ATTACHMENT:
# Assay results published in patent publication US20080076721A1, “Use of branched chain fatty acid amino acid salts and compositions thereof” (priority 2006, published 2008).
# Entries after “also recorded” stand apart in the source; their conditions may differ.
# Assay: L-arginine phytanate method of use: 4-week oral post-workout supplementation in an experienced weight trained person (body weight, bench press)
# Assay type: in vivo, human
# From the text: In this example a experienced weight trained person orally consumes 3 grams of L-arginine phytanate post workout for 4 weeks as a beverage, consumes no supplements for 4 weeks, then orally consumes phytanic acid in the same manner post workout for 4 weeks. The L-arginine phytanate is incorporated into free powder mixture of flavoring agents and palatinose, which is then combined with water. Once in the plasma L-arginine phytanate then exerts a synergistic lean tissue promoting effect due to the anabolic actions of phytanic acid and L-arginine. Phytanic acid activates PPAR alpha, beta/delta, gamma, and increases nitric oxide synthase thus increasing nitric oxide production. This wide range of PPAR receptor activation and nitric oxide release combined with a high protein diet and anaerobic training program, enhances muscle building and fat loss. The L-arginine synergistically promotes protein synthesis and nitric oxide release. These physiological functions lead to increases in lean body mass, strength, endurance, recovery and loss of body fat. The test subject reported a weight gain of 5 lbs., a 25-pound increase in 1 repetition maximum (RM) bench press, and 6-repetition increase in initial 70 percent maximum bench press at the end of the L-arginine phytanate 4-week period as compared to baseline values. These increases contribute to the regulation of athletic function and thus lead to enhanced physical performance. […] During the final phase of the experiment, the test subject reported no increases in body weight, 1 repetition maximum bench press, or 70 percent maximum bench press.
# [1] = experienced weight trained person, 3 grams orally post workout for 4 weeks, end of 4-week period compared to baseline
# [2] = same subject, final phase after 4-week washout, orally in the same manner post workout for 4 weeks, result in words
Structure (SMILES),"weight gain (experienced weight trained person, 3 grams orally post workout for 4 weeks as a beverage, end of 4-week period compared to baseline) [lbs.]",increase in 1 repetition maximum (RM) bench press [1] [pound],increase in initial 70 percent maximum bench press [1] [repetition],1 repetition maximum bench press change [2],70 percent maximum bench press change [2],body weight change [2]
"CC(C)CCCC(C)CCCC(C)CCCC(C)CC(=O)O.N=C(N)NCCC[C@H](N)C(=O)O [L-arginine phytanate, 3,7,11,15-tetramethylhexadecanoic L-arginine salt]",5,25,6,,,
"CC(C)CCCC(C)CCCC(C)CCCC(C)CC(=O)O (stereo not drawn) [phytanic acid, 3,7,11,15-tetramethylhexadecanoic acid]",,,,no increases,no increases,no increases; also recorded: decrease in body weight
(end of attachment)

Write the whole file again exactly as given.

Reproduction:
# Assay results published in patent publication US20080076721A1, “Use of branched chain fatty acid amino acid salts and compositions thereof” (priority 2006, published 2008).
# Entries after “also recorded” stand apart in the source; their conditions may differ.
# Assay: L-arginine phytanate method of use: 4-week oral post-workout supplementation in an experienced weight trained person (body weight, bench press)
# Assay type: in vivo, human
# From the text: In this example a experienced weight trained person orally consumes 3 grams of L-arginine phytanate post workout for 4 weeks as a beverage, consumes no supplements for 4 weeks, then orally consumes phytanic acid in the same manner post workout for 4 weeks. The L-arginine phytanate is incorporated into free powder mixture of flavoring agents and palatinose, which is then combined with water. Once in the plasma L-arginine phytanate then exerts a synergistic lean tissue promoting effect due to the anabolic actions of phytanic acid and L-arginine. Phytanic acid activates PPAR alpha, beta/delta, gamma, and increases nitric oxide synthase thus increasing nitric oxide production. This wide range of PPAR receptor activation and nitric oxide release combined with a high protein diet and anaerobic training program, enhances muscle building and fat loss. The L-arginine synergistically promotes protein synthesis and nitric oxide release. These physiological functions lead to increases in lean body mass, strength, endurance, recovery and loss of body fat. The test subject reported a weight gain of 5 lbs., a 25-pound increase in 1 repetition maximum (RM) bench press, and 6-repetition increase in initial 70 percent maximum bench press at the end of the L-arginine phytanate 4-week period as compared to baseline values. These increases contribute to the regulation of athletic function and thus lead to enhanced physical performance. […] During the final phase of the experiment, the test subject reported no increases in body weight, 1 repetition maximum bench press, or 70 percent maximum bench press.
# [1] = experienced weight trained person, 3 grams orally post workout for 4 weeks, end of 4-week period compared to baseline
# [2] = same subject, final phase after 4-week washout, orally in the same manner post workout for 4 weeks, result in words
Structure (SMILES),"weight gain (experienced weight trained person, 3 grams orally post workout for 4 weeks as a beverage, end of 4-week period compared to baseline) [lbs.]",increase in 1 repetition maximum (RM) bench press [1] [pound],increase in initial 70 percent maximum bench press [1] [repetition],1 repetition maximum bench press change [2],70 percent maximum bench press change [2],body weight change [2]
"CC(C)CCCC(C)CCCC(C)CCCC(C)CC(=O)O.N=C(N)NCCC[C@H](N)C(=O)O [L-arginine phytanate, 3,7,11,15-tetramethylhexadecanoic L-arginine salt]",5,25,6,,,
"CC(C)CCCC(C)CCCC(C)CCCC(C)CC(=O)O (stereo not drawn) [phytanic acid, 3,7,11,15-tetramethylhexadecanoic acid]",,,,no increases,no increases,no increases; also recorded: decrease in body weight